Comet Coming In 2013 Brighter Than Full Moon: ISON Could Be The ‘Comet Of The Century’
A comet coming in 2013 could be brighter than a full moon, and astronomers are dubbing it the "comet of the century." The comet coming in 2013, known as ISON, will pass by Earth late next year and create a spectacular show that could last for months, according to TIME.
The comet coming in 2013, which is miles wide, will get increasingly brighter as it approaches Earth. As it passes by the sun, the ice in its body will vaporize, giving it a long tail, and make it visible to the naked eye from October 2013 through January, according to the Inquisitr.
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"If Comet ISON can survive perihelion passage ... then we are almost surely in for a striking display in the morning sky as Comet ISON recedes from the Sun next December," veteran observer John Bortle said this month on the Comets Mailing List. "Its immense tail, partly the result of our extremely favorable viewing circumstances in this case and just as with the Great Comet of 1680, could well result in a tail of amazing length and surface brightness, even if tipped by only tiny, relatively insignificant head."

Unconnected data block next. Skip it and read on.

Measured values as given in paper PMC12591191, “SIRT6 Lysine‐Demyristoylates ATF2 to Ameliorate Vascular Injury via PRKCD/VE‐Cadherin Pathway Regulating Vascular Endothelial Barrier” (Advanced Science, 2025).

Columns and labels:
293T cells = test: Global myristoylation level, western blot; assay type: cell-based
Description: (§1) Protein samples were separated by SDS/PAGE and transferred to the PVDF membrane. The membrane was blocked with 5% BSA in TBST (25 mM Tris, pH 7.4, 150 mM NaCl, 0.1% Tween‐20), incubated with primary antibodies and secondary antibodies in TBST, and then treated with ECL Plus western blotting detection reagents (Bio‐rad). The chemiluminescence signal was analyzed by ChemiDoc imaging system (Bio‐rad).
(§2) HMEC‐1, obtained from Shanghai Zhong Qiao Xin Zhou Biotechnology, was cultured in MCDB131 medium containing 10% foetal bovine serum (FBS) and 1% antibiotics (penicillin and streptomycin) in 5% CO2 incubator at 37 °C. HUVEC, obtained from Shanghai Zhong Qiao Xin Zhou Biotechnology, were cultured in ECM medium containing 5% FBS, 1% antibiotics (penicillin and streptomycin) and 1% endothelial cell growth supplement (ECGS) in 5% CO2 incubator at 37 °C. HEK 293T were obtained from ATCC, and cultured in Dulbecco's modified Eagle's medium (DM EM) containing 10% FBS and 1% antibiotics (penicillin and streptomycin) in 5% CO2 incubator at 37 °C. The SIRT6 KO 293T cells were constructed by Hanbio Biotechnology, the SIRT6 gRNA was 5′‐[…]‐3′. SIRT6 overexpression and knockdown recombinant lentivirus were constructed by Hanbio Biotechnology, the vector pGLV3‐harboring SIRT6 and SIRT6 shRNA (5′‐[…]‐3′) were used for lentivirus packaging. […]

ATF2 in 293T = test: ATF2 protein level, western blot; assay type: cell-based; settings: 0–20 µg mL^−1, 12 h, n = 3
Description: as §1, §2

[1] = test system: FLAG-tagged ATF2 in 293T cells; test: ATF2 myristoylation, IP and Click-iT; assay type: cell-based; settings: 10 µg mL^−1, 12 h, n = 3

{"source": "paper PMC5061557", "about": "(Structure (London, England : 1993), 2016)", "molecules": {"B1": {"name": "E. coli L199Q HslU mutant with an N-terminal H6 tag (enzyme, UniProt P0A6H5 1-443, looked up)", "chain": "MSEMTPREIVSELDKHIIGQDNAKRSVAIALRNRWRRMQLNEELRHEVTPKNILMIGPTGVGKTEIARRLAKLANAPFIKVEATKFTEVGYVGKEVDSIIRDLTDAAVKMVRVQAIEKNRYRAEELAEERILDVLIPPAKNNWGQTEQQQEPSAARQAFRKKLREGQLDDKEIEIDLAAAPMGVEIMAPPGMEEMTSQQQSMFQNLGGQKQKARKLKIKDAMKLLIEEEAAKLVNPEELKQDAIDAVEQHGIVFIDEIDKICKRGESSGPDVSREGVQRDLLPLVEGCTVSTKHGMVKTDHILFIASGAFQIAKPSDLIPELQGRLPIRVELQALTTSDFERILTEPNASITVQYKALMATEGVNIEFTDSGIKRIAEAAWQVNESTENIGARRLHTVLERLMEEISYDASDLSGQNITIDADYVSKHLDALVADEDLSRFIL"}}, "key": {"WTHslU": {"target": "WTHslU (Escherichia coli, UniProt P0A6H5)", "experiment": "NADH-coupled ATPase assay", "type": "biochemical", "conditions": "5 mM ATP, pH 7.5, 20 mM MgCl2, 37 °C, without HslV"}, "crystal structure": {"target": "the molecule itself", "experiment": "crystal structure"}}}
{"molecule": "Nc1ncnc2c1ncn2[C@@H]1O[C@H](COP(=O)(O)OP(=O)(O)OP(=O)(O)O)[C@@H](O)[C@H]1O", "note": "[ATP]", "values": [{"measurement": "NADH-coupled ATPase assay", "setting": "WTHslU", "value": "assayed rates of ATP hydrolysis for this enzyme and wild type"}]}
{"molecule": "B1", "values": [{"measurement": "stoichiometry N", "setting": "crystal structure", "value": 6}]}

However, there is still a chance that the comet coming in 2013 breaks up as it nears the sun, rendering it nearly invisible. But scientists don't think that is likely.
The path ISON, the comet coming in 2013, is taking makes researchers think it comes from the same origins as the Great Comet of 1680, which was bright enough to be seen without a telescope or binoculars.
"Celestial visitors like Comet ISON hail from the Oort Cloud, a cluster of frozen rocks and ices that circle the sun about 50 000 times farther away than Earth's orbit," TIME reported. "Every so often, one will be gravitationally bumped out from the cloud and begin a long solo orbit around the sun."
While researchers and scientists are excited at the prospects of the comet coming in 2013, they are trying to temper expectations as well.
"Comets are like cats," comet hunter David Levy, who has found 22 comets himself, told TIME. "They have tails, and they do precisely what they want."
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